Tuesday, August 11, 2015

1998 Backpacking Wyoming's Bridger Wilderness -- Wind River Range

The Bridger-Teton National Forest is the second largest National Forest outside of Alaska at 3.4 million acres. Included are 1.2 million acres of designated wilderness in the Bridger, Teton, and Gros Ventre Wilderness Areas. This area is part of the Greater Yellowstone Ecosystem which represents the largest intact ecosystem in the lower 48 states. Over 2.25 million of these forest service acres are part of the Wind River Range, with mountain peaks ranging from 5900 feet to 13,785 feet in altitude.

Over 1000 species of plants exist in the forest, along with 355 species of birds and all big-game found in the intermountain west, including grizzly and black bears, elk, deer, bighorn sheep, mountain goats, pronghorn antelope, North American lynx, and wolverine. The Wind River Range has 48 summits over 12,500 feet and encompasses over 428,169 acres of the Bridger Wilderness Area. More than 2900 lakes and ponds dot the wilderness and seven of the largest glaciers in the Rocky Mountains are in the Wind River Range. 80 miles of the Continental Divide run through this area and over 700 miles of trails are available.

Lower Green River Lake is the start of the Green River Trail, also called the Highline Trail, which extends 72.5 miles through the Wind River Range. This trailhead is the third most popular entry into the Bridger Wilderness. If you are like me from a low altitude home, the Green River Lakes Campground is a good place to spend a few days acclimating to the 8000 foot elevation. A number of good day hikes can be taken to assist in acclimating.




On the right of this photo below is the mile long Lower Green Lake. The Clear Creek Falls and Slide Lake Trails split off at the end of this lake and provide good side hikes or day hikes from the campground. We observed one solitary cow (as in cattle, not moose) wandering around in the willow thickets near the lake's shoreline and wondered why she was there. We had also seen a moose with a calf along the shore earlier. The trail then heads south to Upper Green River Lake.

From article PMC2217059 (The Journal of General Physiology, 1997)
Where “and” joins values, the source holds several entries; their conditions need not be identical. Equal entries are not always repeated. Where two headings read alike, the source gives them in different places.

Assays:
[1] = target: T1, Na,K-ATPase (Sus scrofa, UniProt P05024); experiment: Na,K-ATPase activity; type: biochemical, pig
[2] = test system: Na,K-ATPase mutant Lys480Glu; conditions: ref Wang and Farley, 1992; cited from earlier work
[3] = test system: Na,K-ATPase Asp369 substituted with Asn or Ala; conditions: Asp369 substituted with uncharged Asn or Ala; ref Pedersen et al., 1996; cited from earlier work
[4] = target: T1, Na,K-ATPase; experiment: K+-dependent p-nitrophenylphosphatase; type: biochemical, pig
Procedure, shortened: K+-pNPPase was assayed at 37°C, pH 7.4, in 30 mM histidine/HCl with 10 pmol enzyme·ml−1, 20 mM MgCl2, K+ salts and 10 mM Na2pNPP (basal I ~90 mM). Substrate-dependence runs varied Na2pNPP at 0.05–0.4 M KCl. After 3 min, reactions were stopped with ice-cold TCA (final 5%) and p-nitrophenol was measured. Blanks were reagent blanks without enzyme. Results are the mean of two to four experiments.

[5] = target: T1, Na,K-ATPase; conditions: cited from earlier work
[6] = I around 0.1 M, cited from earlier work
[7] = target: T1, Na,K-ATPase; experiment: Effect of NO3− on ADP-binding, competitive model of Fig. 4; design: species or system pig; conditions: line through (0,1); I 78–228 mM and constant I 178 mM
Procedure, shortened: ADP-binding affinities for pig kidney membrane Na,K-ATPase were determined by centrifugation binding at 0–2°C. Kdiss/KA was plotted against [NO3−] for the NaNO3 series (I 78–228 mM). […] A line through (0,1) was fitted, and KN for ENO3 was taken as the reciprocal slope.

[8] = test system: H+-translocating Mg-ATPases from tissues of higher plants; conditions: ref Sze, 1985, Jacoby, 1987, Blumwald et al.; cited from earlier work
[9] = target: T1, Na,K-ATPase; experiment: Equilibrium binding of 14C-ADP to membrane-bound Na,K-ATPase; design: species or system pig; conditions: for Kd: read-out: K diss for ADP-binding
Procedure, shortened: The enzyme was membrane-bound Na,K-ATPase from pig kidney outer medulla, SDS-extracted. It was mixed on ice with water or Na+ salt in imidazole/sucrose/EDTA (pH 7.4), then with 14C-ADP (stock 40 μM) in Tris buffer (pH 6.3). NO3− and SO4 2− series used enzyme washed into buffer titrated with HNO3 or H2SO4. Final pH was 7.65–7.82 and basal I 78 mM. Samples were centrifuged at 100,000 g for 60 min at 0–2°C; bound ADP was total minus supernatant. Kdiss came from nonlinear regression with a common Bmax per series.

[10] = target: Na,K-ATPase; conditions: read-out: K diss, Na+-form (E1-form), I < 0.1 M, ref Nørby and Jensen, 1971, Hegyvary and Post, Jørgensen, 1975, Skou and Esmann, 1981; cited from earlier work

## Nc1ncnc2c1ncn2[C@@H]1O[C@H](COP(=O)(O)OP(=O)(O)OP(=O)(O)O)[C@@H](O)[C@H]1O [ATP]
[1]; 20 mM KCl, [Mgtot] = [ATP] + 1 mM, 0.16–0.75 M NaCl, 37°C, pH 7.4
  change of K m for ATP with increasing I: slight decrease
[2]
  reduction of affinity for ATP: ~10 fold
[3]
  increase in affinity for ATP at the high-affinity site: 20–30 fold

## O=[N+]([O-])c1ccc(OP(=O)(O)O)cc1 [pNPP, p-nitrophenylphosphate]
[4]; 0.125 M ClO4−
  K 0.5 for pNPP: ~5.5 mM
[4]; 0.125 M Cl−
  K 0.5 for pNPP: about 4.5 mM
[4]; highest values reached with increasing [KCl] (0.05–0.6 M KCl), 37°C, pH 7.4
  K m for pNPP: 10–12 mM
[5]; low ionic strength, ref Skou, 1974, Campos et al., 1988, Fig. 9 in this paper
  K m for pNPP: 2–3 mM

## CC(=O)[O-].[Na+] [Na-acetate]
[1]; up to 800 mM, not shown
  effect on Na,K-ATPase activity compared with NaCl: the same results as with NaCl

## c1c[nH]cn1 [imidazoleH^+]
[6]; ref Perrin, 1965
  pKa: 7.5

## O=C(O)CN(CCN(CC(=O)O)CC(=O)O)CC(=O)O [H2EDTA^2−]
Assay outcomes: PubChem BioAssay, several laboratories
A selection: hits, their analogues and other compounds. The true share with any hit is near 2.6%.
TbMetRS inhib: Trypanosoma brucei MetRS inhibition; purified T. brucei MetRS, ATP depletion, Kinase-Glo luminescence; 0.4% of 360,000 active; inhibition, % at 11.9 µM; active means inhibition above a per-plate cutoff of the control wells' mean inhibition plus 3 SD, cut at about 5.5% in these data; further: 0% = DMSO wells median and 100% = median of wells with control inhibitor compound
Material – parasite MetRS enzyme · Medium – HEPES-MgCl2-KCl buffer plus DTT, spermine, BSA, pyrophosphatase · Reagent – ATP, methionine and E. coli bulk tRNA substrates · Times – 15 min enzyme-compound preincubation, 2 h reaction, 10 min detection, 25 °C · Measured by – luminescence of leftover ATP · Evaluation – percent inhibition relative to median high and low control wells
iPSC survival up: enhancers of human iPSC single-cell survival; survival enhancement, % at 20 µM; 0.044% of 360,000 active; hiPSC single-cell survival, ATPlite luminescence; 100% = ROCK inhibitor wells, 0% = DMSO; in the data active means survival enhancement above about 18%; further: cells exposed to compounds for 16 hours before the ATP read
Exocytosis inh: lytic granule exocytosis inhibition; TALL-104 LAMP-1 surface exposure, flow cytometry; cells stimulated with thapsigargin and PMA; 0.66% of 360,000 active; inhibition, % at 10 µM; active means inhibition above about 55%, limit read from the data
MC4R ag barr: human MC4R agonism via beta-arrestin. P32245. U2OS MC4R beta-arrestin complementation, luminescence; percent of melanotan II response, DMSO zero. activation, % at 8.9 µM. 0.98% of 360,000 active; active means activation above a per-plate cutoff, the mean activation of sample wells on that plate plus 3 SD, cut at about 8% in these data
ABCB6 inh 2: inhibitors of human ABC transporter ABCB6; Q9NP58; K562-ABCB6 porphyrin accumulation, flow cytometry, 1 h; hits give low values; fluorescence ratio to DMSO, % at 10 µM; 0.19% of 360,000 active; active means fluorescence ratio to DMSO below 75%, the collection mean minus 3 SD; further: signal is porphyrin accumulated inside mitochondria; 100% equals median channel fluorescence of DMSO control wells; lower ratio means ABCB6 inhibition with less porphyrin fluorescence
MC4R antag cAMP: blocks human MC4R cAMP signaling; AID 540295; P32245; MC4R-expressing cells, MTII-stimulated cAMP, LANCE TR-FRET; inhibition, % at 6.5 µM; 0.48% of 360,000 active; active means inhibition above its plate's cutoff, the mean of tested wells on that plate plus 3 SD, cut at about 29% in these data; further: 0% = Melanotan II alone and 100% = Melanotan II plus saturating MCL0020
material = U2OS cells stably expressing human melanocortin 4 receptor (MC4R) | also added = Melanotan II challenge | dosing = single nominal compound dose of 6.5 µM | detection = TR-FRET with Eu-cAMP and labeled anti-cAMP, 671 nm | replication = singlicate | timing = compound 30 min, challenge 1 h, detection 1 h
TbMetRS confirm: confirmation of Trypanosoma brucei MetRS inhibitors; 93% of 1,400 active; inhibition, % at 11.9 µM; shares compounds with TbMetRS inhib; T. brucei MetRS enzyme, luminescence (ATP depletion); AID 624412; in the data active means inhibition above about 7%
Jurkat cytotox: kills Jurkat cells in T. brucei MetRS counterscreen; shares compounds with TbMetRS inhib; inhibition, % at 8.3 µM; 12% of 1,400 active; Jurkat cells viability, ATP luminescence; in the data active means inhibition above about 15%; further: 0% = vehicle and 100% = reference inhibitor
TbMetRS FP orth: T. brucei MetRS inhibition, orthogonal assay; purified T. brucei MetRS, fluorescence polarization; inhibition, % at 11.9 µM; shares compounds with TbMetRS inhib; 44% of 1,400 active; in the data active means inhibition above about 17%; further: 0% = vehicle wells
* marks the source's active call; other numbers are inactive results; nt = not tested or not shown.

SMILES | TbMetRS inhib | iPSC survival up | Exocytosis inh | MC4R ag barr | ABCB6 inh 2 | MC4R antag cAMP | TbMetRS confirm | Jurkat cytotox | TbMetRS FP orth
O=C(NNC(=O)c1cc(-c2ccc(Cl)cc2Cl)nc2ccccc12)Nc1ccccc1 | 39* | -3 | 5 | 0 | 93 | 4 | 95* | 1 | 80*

As we head south the major landmark predominates the view -- Squaretop Mountain at 11,695. It is said to be the most photographed element in the Wind River Range. Here it towers 3700 feet above the Green River which is the origination of the Colorado River and eventually courses through the Grand Canyon. Colin Fletcher, the philosopher/guru of backpacking, found the source of the Green River from several springs high in the Wind Range beyond Squaretop, followed the stream to the campground, and then rafted the entire length of the Colorado to Mexico. He retells this story in his 1997 book,  River: One Man's Journey Down the Colorado, Source to Sea.



The spectacular Clear Creek Falls is seen far below the trail in this photo, and in the next photo is Natural Bridge.





Look closely in the center and you can see the water entering under the rock and coming towards you after it passes beneath the Natural Bridge formation.




If you are looking for a wonderful campsite, the northern shore of Upper Green Lake has three or four sites, each providing views you will not soon forget. Our campsite the fifth night was by Squaretop Mountain. In the middle of the night, the wind picked up and two adjacent treetops began rubbing against the other making some scary noises as if one of them was about to fall. The term "widow maker" jumped into my mind and made it difficult to get back to sleep!




Squaretop Mountain is mirrored in Upper Green Lake at sunset. The trail then follows the shore and passes to the east of Squaretop still following the Green River. Campsites are available at Beaver Park, and it is possible to find your way to Granite Lake, located in a cirque between Granite and Squaretop Peaks. The trail then continues to Three Forks Park which does not offer much in the way of campsites. The best site in 1998, just off the trail, was marked as "No Camping" in an attempt to revegetate the area. A series of switchbacks then takes you up past Trail Creek Falls, a crossing of Trail Creek, and then the intersection with New Fork Trail.










INFO: 
 
Climbing and Hiking in the Wind River Mountains by Joe Kelsey; Chockstone Press; Evergreen, CO;1994; 379 pages. (More for climbers)
 
Hiking Wyoming's Wind River Range by Ron Adkison; Falcon Publishing, Inc.; Helena, MT; 1996; 262 pages.
 
Walking the Winds by Rebecca Woods; White Willow Publishing, Jackson, WY; 1995; 220 pages.
 
Wind River Trails (pocket guide) by Finis Mitchell; Wasatch Publishers, Salt Lake City; 1975; 144 pages.
 

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